The Castros are gone, but the Queen and Trump are not what the world needs

Saturday April 21 2018

Cuban former President Fidel Castro giving a

Cuban former President Fidel Castro giving a speech at Havana's University. AFP PHOTO | ADALBERTO ROQUE 

By JENERALI ULIMWENGU
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Look, even Elizabeth Regina herself has hinted at her eventual abdication in favour of her son, Charles. So why wouldn’t Raul Castro step down as the president of Cuba and leave the stewardship of his country to someone younger?

The Queen of England told a gathering of Commonwealth leaders in London that “one day” she would decide to let the Prince of Wales continue with the job “started by my father in 1949.”

At almost the same time, President Raul Castro of Cuba was organising a handover of power in what was effectively ending six decades in which the government of Cuba — and everything Cuban — was ruled over by the two Castro brothers, Fidel and Raul.

The heir chosen to inherit their mantle is Miguel Diaz-Carnel, a former vice-president and close confidant of Raul thought to be a staunch communist who is believed will likely toe the political and economic philosophy that has, with minor alterations in the past couple of years, guided Cuba since 1959.

Whereas Fidel was literally forced to relinquish power by failing health, Raul seems to have taken cognizance of the implacable laws of biology that have set up our mortality as an inflexible necessity of life.

Queen Elizabeth is herself no spring chicken, and for a long time speculation has been rife as to whether she would chose to withdraw to Balmoral, or some other such palace, to live out her sunset years, with some suggesting she might decide to “skip” Charles and anoint his son William to succeed her.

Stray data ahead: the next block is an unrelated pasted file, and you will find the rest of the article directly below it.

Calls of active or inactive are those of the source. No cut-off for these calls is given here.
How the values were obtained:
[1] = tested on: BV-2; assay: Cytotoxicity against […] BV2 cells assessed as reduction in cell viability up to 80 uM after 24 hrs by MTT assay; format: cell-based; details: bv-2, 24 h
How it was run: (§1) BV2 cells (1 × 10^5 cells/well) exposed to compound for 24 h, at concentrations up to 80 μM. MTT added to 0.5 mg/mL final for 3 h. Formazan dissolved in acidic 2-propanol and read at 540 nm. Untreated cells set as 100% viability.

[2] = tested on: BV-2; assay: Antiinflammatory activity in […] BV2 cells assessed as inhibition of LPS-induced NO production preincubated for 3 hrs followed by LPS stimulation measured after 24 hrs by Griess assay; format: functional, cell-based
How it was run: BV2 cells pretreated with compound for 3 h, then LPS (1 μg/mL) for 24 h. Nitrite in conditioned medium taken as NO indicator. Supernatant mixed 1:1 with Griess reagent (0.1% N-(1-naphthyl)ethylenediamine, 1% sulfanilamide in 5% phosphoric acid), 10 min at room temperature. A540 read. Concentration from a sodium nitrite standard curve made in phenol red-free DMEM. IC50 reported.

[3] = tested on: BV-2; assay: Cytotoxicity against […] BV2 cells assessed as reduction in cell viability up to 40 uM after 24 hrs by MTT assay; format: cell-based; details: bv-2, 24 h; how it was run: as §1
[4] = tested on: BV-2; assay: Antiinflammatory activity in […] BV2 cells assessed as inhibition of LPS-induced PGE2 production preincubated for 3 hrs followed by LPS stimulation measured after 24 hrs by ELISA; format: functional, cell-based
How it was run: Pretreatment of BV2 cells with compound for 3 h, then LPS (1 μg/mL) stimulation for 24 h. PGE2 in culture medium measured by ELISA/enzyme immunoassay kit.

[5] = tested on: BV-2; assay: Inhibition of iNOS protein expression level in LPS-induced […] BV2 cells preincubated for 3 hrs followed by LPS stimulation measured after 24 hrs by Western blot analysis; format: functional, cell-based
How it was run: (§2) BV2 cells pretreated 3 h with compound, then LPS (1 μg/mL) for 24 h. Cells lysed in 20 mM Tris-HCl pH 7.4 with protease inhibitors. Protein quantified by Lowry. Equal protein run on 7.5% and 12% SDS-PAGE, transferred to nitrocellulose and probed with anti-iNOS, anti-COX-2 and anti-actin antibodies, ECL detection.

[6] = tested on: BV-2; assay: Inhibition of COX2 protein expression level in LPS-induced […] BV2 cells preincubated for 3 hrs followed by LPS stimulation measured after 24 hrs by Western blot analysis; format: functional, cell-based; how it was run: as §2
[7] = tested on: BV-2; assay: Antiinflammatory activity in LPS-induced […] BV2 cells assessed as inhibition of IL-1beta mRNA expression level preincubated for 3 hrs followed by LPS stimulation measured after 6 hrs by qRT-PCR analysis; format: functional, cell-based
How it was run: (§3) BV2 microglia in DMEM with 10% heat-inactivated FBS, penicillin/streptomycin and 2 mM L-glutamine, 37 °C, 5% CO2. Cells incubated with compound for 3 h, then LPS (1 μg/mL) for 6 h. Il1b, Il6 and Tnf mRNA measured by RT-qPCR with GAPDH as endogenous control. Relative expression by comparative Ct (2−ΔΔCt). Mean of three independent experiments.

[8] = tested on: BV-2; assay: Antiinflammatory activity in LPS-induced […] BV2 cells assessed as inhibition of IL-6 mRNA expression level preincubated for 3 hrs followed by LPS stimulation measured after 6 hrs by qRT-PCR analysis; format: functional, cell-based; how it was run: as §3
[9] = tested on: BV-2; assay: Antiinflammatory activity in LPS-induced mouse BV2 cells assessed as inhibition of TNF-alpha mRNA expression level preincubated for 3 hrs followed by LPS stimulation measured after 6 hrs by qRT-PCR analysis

When, in 1952, the spritely little princess rushed back home from a holiday in Kenya because her father had died, the Castro brothers and their fellow rebels had not even started the Siera Maestra guerrilla campaign that would eventually bring them to power.

Seven years later, as the armed “barbudos” (the bearded ones) swept into Havana, she was a lovely young lass with a diamond crown on her head, quietly supervising the dissolution of the British Empire at the height of the Cold War.

Her empire was already being supplanted by the boisterous hegemony of the Americans emboldened by the victory over Nazi Germany and intent on lording it over nations whose political and economic thinking they did not agree with.

That American posture was to define Washington’s relations with Havana for the next 60 years. More than just a nuisance on America’s front porch, Cuba became a real headache for the now greatest power on earth.

Cuba taught all the wrong lessons to the Third World. It kicked out, or nationalised, Yankee economic interests, opposed everything the US was doing around the globe, sent fighters, doctors and teachers to Latin America, Asia and Africa for free.

And Fidel made particularly annoying speeches denouncing Uncle Sam.

Assassination attempts on Fidel

The Americans replied by hatching a number of plots. Including an invasion, which failed, and hare-brained assassination attempts on Fidel, some of them sounding like children’s comic book stories, all of which also failed.

Fidel assumed mythical proportions, appearing to be almost immortal. He was known to have no sleeping hours, dozing off only when he had to.

He piloted his own chopper, made marathon speeches lasting eight hours or more, scuba-dived and memorised humongous amounts of information.

Cuba suffered long periods of deprivation because of the economic embargo imposed by the US, which remained sore over losing a playground in which economic super profits were made from gambling and prostitution.

But the Cubans invested in that most natural of all natural resources, the human resource. They have the best health facilities anywhere in the world, and it is free.

Their education, the best in Latin America, compares with the best in the world, and it too is free. They now offer free health services and education to poor Americans.

These are things that a person like Donald Trump will not brook, because he must be thinking it’s a system that rewards laziness, rather than a system that glorifies thieves and brigands.

But there can be very little doubt that the “young” man taking over in Cuba will be encouraged to continue on the path cleared for him by Fidel and Raul.

It will not matter whether Elizabeth II will have abdicated, but it might help if Trump is impeached and removed from power so he does not meddle in Cuba’s affairs.

Jenerali Ulimwengu an advocate of the High Court in Dar es Salaam. E-mail: [email protected]